Movie review: Harry Potter and the Goblet of Fire
Right off the bat I want to make sure that parents of young children realize that HP&tGoF is rated PG-13 for good reason. This movie will scare little kids with the initial scene, with Mad Eye Moody’s roaming eye, with the claustrophobic maze, plus all the usual spooky stuff characteristic of the series.
The movie leaves out a couple of subplots, including Hermione’s house elf liberation movement, which was one of the book’s brighter stories. Omissions are to be expected since the HP4 book was 700+ pages long and something had to be left out. Even then, the film clocks in at 157 minutes. Director Mike Newell also spares us the odious Dursleys, and the quiddich games. I praise his quiddich restraint particularly since the World Championship was a big to-do in the book.
As we were leaving the theater The Husband pointed out that the prior 3 movies focused on the “Three Musketeers” relationship between Harry, Ron, and Hermione, while this one focuses on Harry. Some reviewers stressed the puberty aspect, but I thought it was well handled, even when I could have done without Moaning Myrtle’s bathtub diving.
The action takes place under gloomy skies, darkly-lit rooms, and/or in the dark of night. I do wish one of the three directors would have had the inspiration to show a rare sunny day sometime. In HP&tGoF, even the Weasley’s house was enveloped in darkness. Strangely enough, most of the actors seemed to have dirty fingernails (was it dirt, or was it the bad lighting?).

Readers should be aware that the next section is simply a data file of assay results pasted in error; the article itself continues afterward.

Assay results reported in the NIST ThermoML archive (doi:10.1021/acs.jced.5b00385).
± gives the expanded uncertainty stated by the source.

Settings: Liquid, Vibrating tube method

The visual effects are magical and engaging, and the submergible tall ship and Pegasus-pulled coach that deliver the international students are fanciful and beautiful.
The cast of HP3 & 4 remained and the newcomers did a good job. Since Ron Weasley is my favorite character, I wish the directors would have Rupert Grint do more than grimace – it won’t steal Harry’s spotlight, for sure. Ralph (pronounced Rafe) Fiennes looked like the burned English Patient with his missing nose, but his voice more than made up in creepiness for Voldemort.
This episode of the HP saga delivered an emotional punch towards the end when Cedric Diggory dies and asks Harry to deliver his body to his father. Make sure to bring Kleenex.
Harry Potter’s themes of loss, yearning to belong, friendship, and helping others, remain constant through the books and the films. HP&tGoF deals with those themes, and with meeting life’s challenges while at the same time, as Dumbledore says, having to “face the choice between what is right . . . and what is easy”.
For that, the series will continue to resonate with our generation of readers and moviegoers, and with those reading and watching in the future.
(also posted at Blogger News Network)
La Shawn will be doing a HP&tGoF round-up this week.